When Absence of Choice Is Ultimate Freedom

By April 28, 2009 culture, faith No Comments

A defining aspect of our culture here in the States is the multitude of choices available to us. Our consumer-based society has a marketplace of goods to suit the most particular of fancies. It has become so natural for us to have varying choices for every decision we face that frustration and entitlement abound in the absence of it.

Whereas we view choice as the epitome of freedom, Augustine (354–430 AD) perceived it as a signpost for the state of the soul. He believed—from personal experience—that those who are bound to freedom of choice are exactly that: bound . . . bound to their whims, chained to their indulgences. Augustine knew firsthand that a heart rooted firmly in the richness of God would not be plagued with choices, for all other choices save one would be worthwhile, that choice being the Lord Himself.

I read of Augustine’s views in John Piper’s The Legacy of Sovereign Joy: God’s Triumphant Grace in the Lives of Augustine, Luther, and Calvin, which was one of my selections for Dewey’s 24-Hour Read-a-Thon. Piper explains:

For Augustine, freedom is to be so much in love with God and his ways that the very experience of choice is transcended. . . . The self-conscious experience of having to contemplate choices was a sign not of freedom of the will, but the disintegration of the will.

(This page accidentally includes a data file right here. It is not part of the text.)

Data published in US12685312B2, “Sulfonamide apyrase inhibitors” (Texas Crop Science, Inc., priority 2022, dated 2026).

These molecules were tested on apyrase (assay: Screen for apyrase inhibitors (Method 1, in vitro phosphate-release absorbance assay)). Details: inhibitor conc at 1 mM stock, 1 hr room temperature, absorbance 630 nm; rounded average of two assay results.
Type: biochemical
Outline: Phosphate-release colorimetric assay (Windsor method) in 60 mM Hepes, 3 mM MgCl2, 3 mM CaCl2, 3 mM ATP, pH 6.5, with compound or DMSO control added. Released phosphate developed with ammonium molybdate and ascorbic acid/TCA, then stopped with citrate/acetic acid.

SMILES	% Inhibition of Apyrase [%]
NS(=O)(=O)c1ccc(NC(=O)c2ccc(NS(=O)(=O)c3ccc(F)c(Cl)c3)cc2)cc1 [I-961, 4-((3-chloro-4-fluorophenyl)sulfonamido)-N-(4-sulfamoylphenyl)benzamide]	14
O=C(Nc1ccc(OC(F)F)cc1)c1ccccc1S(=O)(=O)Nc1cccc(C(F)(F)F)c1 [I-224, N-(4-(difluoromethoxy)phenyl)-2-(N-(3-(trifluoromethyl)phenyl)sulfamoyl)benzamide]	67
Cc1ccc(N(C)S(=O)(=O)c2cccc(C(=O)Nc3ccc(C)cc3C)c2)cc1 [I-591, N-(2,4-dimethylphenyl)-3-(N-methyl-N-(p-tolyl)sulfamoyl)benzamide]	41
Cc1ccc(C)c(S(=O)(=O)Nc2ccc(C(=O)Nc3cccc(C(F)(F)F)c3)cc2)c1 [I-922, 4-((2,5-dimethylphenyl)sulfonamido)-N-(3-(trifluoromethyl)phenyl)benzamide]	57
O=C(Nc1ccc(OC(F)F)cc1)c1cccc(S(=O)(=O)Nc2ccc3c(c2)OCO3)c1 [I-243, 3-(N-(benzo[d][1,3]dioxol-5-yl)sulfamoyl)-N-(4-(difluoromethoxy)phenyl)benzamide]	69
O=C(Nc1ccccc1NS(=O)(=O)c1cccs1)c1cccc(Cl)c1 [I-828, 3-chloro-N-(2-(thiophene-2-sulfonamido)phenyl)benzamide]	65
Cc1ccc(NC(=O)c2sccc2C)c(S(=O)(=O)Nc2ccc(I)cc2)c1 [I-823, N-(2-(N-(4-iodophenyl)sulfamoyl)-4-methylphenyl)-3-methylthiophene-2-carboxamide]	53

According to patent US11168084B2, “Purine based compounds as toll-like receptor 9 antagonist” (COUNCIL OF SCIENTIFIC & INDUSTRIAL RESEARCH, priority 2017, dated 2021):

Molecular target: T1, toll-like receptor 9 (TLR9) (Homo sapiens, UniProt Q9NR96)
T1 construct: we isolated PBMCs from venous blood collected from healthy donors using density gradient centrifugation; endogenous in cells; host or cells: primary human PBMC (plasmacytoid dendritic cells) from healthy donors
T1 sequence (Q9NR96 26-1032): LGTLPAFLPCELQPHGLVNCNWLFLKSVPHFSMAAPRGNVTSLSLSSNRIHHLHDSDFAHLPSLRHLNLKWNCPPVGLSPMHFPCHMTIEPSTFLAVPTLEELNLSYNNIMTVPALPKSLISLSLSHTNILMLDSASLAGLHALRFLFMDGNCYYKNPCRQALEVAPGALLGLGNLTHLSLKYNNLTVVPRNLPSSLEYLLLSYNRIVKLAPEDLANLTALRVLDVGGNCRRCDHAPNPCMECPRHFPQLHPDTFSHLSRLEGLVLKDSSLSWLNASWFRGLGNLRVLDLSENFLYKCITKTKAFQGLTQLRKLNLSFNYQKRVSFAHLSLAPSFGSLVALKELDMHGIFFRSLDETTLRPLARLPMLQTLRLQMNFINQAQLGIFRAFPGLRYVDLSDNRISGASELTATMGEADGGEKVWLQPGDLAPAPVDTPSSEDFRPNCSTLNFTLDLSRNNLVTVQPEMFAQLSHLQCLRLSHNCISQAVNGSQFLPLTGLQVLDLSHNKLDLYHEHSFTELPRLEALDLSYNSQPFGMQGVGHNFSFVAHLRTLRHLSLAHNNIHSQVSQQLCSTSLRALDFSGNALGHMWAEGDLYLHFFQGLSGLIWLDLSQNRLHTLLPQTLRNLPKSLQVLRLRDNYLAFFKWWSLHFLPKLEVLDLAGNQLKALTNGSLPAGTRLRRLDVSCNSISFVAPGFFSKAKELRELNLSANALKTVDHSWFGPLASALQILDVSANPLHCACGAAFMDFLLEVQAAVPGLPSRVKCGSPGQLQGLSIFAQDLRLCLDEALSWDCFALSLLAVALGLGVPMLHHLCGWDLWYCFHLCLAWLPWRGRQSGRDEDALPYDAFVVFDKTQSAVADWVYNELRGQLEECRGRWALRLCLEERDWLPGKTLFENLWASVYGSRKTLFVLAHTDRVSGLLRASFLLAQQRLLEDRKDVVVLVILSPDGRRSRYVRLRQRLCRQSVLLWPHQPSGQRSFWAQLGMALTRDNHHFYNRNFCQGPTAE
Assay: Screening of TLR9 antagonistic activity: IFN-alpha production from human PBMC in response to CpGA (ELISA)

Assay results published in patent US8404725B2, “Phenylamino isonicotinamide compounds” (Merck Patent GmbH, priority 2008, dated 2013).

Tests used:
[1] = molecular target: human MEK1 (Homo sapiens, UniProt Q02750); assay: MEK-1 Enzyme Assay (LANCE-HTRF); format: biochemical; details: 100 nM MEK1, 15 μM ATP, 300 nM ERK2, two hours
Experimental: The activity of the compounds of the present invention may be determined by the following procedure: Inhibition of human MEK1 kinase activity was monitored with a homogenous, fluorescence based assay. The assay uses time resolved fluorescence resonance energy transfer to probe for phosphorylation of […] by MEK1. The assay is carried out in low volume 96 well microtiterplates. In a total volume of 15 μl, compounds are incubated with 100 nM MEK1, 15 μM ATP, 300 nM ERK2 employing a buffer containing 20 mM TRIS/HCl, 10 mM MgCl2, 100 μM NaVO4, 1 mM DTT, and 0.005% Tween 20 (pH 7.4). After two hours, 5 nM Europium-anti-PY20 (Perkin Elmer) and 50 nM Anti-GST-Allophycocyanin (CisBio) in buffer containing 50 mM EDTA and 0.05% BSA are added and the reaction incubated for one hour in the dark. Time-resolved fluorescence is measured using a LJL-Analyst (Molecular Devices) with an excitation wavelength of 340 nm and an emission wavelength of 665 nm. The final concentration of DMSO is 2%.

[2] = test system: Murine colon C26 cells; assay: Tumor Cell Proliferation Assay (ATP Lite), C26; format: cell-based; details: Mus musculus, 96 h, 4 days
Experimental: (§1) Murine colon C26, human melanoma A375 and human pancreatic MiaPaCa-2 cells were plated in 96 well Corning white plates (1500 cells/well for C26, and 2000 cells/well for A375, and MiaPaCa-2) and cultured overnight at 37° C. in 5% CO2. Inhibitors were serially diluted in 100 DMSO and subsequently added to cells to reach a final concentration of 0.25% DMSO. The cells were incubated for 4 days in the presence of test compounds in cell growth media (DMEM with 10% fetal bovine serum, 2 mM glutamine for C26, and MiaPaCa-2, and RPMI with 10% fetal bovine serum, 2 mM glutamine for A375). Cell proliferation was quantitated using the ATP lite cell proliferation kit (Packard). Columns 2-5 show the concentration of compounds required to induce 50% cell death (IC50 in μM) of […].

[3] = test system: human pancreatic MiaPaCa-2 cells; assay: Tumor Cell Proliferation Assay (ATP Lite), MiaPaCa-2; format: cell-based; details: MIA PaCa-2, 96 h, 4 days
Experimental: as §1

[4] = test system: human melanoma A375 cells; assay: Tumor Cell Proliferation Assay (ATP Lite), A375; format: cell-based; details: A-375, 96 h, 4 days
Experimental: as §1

The ideal of freedom is to be so spiritually discerning of God’s beauty, and to be so in love with God that one never stands with equilibrium between God and an alternate choice.

It is true: In the areas of choice where God has already conquered my waffling heart, the decision is uncontested. In such places, my heart is set to honor God, no matter the cost. This resolve automatically removes all options that fail to meet the standard, making the path beneath my feet both narrow and wide all at once.

Often I have lamented here of my own entanglement with indulgences and the wrestling match that ensues when my desires rage for attention through the options set before me. And I also know that when I am satisfied with the Lord, other soothers and vices hold no interest, not because I am so holy or mature or religious, but because I have found the ultimate satisfaction in knowing Jesus Christ; I know nothing else compares.

It is in the areas of choice where my sinful nature is running wild that my decisions are unruly at best and destructive at worst. In such places, my heart is flitting about, unanchored, untethered, unbound. The choices before me are blinding and confusing. I feel like a three-year-old at the toy store, who is overwhelmed by the brightly colored trinkets and most likely to make a short-sighted, shallow decision.

When sin beckons me to tip the scales in its favor, it is only the beauty and all-satisfying richness of Christ that will keep me from my sinful bent.

Augustine’s perspective of choice being a noose around the neck is much different from what is common today. But his insight remains firm. It cuts to the soul, raising a standard for all who long to find themselves in Christ alone.

And if true, lasting satisfaction is found in Christ, why would I settle for anything less?

Good question.

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